Through the victory of Jesus Christ we know that “never again will they hunger; never again will they thirst”.  It will be a time of light and love as we dwell with God and the Lamb.  All will be amazing as we join the heavenly choir singing our praises to the Lord our God.  The Lamb will lead us by springs of living water and God will wipe away every tear.  This is the vision, the hope, the promise that we hold onto as we dwell in this time and place.  Thanks be to God for the victory won by Jesus Christ!


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The Blood

Reading: Exodus 12: 1-11

Verse Seven: Take some of the blood and put it on the sides and top of the doorframes of the houses…

After many years of slavery in Egypt, God is about to free His chosen people.  He has heard their cries and has sent Moses to free them.  Nine plagues have hardened Pharaoh’s heart but the tenth will set them free.  It will become a touchstone moment for the Israelites.  This event is so important that God resets the calendar to zero to begin the next stage in the history of His people.  It is an event that continues to be celebrated yearly in Jewish homes.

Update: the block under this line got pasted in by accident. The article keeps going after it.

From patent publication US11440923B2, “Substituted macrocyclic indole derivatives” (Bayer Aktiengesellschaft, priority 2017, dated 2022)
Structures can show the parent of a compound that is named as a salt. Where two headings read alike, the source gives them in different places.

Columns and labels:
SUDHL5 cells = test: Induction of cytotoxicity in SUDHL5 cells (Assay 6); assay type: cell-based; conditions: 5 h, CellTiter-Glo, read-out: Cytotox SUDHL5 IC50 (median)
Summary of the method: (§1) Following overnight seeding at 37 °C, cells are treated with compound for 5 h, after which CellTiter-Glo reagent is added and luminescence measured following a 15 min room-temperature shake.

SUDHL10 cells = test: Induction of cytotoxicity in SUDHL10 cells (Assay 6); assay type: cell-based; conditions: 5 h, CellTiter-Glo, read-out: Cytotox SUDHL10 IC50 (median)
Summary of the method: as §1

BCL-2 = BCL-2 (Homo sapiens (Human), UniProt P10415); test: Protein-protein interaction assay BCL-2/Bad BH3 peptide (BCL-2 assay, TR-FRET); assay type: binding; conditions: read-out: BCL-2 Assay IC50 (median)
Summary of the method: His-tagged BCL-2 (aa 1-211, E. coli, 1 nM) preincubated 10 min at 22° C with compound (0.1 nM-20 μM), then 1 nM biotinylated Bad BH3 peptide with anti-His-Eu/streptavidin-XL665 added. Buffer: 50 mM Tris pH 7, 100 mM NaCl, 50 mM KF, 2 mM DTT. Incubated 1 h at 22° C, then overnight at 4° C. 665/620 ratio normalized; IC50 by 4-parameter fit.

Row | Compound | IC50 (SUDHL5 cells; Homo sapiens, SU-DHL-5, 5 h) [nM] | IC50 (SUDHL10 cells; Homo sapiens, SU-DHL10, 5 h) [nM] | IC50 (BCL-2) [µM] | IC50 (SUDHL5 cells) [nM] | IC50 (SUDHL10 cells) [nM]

God gives specific instructions for this night – select a lamb or goat without defect and care for it for four days in your home.  Slaughter it at twilight and roast the meat over a fire.  Do not boil it or eat it raw.  Eat or burn all of it.  Eat it with bitter herbs and unleavened bread.  Eat it in haste – with your cloak tucked in and sandals on your feet and staff in hand.  Be ready when Pharaoh relents.  And the blood.  “Take some of the blood and put it on the sides and top of the doorframes of the houses”.  Take the blood from the sacrifice and use it to mark yourself as mine, says God.  Celebrate the meal exactly this way.  Trust in God and the plan He has laid out.  Trust and follow the plan.  Know that God is with you and will go with you wherever you will go.  Every year Jews celebrate the Passover, remember God’s promises, and look forward to continuing to live in His promises.

The same imagery and message come on the cross.  Remember the blood of the Lamb.  Remember how Jesus bled for you and for me.  Celebrate the blood that washes away our sin and marks us as holy and pure in God’s sight.  And remember the promises: the cross is because I love you.  I will be with you always.  I will never leave you or forsake you.  I love you.  Thanks be to God for His everlasting promises of love and grace.  We are and always will be His.  Thanks be to God.